4 tips to eat healthy and sustainable!

I am a passionate foodie: I like eating in general and I absolutely love GOOD food. For me personally, eating is not just a necessity, good food is essential for my quality of life.

Still, or rather because of this, I put a lot of effort into how and what I eat: One the one side, I want to be healthy and eat what is good for me. Furthermore, I don’t want to support intensive livestock farming because of its influence on the climate and animal welfare. And finally, I want to live on a rather sustainable diet, too. Combining all of this seems complicated, but, is it? Here are 4 tips how you can make good choices for your health and the environment!

It is possible to eat healthy and sustainable at the same time? It is, and it is easier than you might think!
Photo by Paula Vermeulen on Unsplash

Tip 1: Limit your meat consumption

We all know by now that intensive livestock farming is responsible for massive Greenhouse gas emissions and therefore fuels climate change [1]. This effect is especially strong for red meat such as beef (data from [2,3,4]):

A low consumption of meat and animal products can be sustainable if food waste is used as animal food: In this case, highly efficient and valuable proteins can be made from waste. But our current usage of animal products can in no way be produced in this sustainable way.

Interestingly, red and processed meats also have significant impact on health: Studies link red and processed meat consumption to an increased risk for obesity, cancer (especially colon cancer), cardiovascular diseases and diabetes type 2 [5].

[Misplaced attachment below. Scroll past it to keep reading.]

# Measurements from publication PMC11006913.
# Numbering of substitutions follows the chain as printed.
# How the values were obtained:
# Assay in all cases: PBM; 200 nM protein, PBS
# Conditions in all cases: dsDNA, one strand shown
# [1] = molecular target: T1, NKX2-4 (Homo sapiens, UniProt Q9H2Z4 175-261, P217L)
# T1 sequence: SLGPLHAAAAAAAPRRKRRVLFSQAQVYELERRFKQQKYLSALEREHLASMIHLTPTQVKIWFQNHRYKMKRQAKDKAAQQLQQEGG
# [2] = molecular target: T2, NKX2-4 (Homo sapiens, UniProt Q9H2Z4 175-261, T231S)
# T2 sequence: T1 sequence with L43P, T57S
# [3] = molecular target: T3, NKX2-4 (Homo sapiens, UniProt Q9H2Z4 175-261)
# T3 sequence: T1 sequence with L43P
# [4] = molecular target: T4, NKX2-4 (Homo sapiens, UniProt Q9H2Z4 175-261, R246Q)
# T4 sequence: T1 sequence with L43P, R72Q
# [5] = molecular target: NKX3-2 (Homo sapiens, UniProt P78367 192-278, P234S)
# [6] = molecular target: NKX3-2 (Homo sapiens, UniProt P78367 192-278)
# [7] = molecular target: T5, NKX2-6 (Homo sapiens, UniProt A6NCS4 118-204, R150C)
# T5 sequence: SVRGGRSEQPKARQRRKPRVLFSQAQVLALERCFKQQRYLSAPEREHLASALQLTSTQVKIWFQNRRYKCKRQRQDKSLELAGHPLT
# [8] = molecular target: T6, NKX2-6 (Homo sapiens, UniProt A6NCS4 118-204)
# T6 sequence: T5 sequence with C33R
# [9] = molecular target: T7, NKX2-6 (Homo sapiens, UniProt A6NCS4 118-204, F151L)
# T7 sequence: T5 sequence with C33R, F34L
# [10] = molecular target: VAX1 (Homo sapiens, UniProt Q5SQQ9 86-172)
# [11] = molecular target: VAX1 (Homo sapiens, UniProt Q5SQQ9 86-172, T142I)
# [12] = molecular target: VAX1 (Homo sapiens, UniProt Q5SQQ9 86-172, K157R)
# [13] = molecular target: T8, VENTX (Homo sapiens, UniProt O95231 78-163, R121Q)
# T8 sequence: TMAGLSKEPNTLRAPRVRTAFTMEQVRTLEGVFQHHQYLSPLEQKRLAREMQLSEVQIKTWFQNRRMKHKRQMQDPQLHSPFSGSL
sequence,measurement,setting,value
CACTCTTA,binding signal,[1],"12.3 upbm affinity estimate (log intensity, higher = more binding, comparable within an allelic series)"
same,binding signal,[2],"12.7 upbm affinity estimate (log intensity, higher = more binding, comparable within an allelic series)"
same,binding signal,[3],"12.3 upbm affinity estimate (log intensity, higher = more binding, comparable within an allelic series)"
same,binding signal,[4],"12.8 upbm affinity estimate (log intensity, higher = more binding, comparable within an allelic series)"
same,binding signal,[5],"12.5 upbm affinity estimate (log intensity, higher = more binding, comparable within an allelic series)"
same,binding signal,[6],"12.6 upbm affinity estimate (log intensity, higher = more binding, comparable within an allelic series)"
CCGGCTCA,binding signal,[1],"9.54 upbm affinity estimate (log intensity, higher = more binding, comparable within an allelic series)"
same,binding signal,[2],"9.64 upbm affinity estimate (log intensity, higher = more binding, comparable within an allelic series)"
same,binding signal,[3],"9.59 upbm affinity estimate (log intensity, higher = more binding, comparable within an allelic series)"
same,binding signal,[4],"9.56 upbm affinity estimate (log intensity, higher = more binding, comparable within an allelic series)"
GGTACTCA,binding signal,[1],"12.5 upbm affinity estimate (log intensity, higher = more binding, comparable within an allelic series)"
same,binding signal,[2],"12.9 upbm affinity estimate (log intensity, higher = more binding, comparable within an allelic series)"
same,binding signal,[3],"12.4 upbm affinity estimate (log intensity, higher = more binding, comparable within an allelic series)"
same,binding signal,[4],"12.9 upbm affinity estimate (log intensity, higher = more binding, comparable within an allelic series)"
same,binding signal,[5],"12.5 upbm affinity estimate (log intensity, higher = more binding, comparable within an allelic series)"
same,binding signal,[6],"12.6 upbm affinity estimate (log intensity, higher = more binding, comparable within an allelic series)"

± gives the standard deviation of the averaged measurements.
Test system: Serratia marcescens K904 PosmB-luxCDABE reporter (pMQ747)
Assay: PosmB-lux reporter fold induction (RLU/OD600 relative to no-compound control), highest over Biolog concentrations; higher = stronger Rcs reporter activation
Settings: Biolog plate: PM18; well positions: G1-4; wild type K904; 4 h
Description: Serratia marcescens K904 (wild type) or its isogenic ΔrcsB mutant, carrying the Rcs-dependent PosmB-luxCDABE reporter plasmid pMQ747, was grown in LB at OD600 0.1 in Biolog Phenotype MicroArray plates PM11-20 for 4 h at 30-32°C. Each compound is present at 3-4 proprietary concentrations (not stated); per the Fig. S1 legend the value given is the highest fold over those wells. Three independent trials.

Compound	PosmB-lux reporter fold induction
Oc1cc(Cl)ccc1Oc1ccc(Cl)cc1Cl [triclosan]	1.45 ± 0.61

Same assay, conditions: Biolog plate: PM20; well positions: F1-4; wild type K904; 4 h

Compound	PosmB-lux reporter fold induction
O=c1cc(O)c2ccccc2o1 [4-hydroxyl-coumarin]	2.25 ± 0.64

Of course, statistics is a numbers game: Your risk to get sick is linked to how much you eat of it. Just because you eat some meat every once in a while, you most likely won’t get sick. Moderate consumption of meats and animal products has no negative influence on health according to [7]. But the more you eat, the higher is your risk – and of course also your contribution to climate change.

To avoid both negative effects, the rule is pretty simple: Eat less red and processed meats to stay healthy and save the climate!

Tip 2: If you eat meat, focus on healthy options!

Meat is not all bad – it actually is a great source for proteins and was necessary to let us humans evolve to our current potential and capabilities. And surely, many simply like the taste and don’t want to deny themselves to enjoy it every once in a while – and that is OK!

If you enjoy eating meat and want to eat it without a bad conscience for your health and the environment, consider your options: As seen in the graph above, your best options in terms of Greenhouse gas emission are

  • Pork,
  • Fish,
  • and Poultry.